What are the signs of a problem with retaining your salespeople versus just being part of the healthy, regular employee turnover rate?
- Your numbers are really going down.
If your sales results plummet, it might be time to take a closer look at your team.
- Morale is really low.
What’s happening to your team or organization? Is there a big change in the organization?
Your top producer realizes he is too important and begins to act like it, undermining or bullying everyone else on the team.
- Your salespeople might no longer be “present”.
While still there physically, they might have already checked out mentally; maybe their numbers are down, or always complaining, taking sick leaves, and more.
– Observe the “silent” ones or those you don’t know are ready to leave because they’re still doing what they’re supposed to be doing, yet have already decided that your company may no longer be for them.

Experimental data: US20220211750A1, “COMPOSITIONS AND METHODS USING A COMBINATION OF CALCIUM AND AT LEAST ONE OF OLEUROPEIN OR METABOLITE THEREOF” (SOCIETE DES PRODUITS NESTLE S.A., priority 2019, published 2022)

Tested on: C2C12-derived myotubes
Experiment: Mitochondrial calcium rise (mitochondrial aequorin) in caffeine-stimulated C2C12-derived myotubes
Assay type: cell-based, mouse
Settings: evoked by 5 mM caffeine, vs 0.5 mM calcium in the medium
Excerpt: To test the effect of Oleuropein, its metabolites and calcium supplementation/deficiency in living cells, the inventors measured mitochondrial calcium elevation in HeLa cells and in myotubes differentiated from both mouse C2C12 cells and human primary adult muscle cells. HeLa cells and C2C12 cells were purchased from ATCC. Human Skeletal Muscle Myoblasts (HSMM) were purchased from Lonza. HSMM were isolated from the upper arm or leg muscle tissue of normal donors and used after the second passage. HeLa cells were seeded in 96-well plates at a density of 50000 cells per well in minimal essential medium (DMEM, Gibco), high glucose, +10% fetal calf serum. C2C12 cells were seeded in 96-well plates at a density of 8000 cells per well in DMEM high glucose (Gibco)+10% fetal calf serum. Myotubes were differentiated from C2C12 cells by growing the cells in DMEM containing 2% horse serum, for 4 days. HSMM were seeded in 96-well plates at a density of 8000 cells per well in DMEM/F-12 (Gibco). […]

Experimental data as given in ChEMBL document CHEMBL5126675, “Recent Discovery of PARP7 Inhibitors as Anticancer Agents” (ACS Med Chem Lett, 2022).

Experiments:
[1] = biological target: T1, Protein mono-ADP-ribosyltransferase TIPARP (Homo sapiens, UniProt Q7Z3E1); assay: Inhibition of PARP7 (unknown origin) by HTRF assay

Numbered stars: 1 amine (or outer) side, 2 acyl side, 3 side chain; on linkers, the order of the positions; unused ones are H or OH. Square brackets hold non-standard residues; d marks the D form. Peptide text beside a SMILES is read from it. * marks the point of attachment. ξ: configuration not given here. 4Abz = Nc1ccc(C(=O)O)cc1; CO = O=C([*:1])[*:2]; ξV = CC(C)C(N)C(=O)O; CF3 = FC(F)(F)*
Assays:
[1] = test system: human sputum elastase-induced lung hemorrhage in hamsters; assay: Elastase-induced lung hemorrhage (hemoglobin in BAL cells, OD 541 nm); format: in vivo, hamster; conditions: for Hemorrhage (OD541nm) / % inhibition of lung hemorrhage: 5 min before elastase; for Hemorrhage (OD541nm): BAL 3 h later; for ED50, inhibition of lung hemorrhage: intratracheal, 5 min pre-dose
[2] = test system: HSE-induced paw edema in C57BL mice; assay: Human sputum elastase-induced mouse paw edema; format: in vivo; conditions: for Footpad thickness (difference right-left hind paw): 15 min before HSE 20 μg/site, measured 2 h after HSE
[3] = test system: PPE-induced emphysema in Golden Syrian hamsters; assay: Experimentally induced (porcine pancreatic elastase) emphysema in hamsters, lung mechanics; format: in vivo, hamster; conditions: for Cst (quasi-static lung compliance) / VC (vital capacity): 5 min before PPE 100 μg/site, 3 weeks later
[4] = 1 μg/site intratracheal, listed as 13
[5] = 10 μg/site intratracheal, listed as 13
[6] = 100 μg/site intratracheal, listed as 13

– Watch out for negative team members. Be careful. Even if the negativity manifests in little things, they may already undermine you and destroy your entire team.
What are some of the other non-financial drivers or motivators for salespeople? What do they like better than anything?
Salespeople love recognition.
They love to be recognized or given citations and awards for their efforts and accomplishments. The respect they receive for their efforts is often more sought after than monetary gains and commission fees.
How do you implement this “recognition culture” in their business, especially for salespeople? What are some of the things that motivate them?